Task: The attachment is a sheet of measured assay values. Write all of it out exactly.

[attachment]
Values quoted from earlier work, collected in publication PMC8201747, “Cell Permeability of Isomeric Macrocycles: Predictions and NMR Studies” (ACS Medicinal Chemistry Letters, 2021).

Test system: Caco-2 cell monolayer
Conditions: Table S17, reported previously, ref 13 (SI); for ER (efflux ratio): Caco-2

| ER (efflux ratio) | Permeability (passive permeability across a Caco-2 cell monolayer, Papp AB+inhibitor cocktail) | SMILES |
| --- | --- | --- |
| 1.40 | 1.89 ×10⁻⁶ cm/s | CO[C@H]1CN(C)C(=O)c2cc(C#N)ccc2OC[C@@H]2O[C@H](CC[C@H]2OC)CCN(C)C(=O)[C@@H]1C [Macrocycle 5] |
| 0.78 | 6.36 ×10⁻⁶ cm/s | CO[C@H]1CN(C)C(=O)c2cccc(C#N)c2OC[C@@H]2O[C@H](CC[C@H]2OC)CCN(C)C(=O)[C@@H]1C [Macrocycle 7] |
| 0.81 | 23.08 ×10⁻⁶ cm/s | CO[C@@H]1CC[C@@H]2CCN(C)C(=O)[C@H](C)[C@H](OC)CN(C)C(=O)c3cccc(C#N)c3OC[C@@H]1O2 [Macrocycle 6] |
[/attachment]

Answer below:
Values quoted from earlier work, collected in publication PMC8201747, “Cell Permeability of Isomeric Macrocycles: Predictions and NMR Studies” (ACS Medicinal Chemistry Letters, 2021).

Test system: Caco-2 cell monolayer
Conditions: Table S17, reported previously, ref 13 (SI); for ER (efflux ratio): Caco-2

| ER (efflux ratio) | Permeability (passive permeability across a Caco-2 cell monolayer, Papp AB+inhibitor cocktail) | SMILES |
| --- | --- | --- |
| 1.40 | 1.89 ×10⁻⁶ cm/s | CO[C@H]1CN(C)C(=O)c2cc(C#N)ccc2OC[C@@H]2O[C@H](CC[C@H]2OC)CCN(C)C(=O)[C@@H]1C [Macrocycle 5] |
| 0.78 | 6.36 ×10⁻⁶ cm/s | CO[C@H]1CN(C)C(=O)c2cccc(C#N)c2OC[C@@H]2O[C@H](CC[C@H]2OC)CCN(C)C(=O)[C@@H]1C [Macrocycle 7] |
| 0.81 | 23.08 ×10⁻⁶ cm/s | CO[C@@H]1CC[C@@H]2CCN(C)C(=O)[C@H](C)[C@H](OC)CN(C)C(=O)c3cccc(C#N)c3OC[C@@H]1O2 [Macrocycle 6] |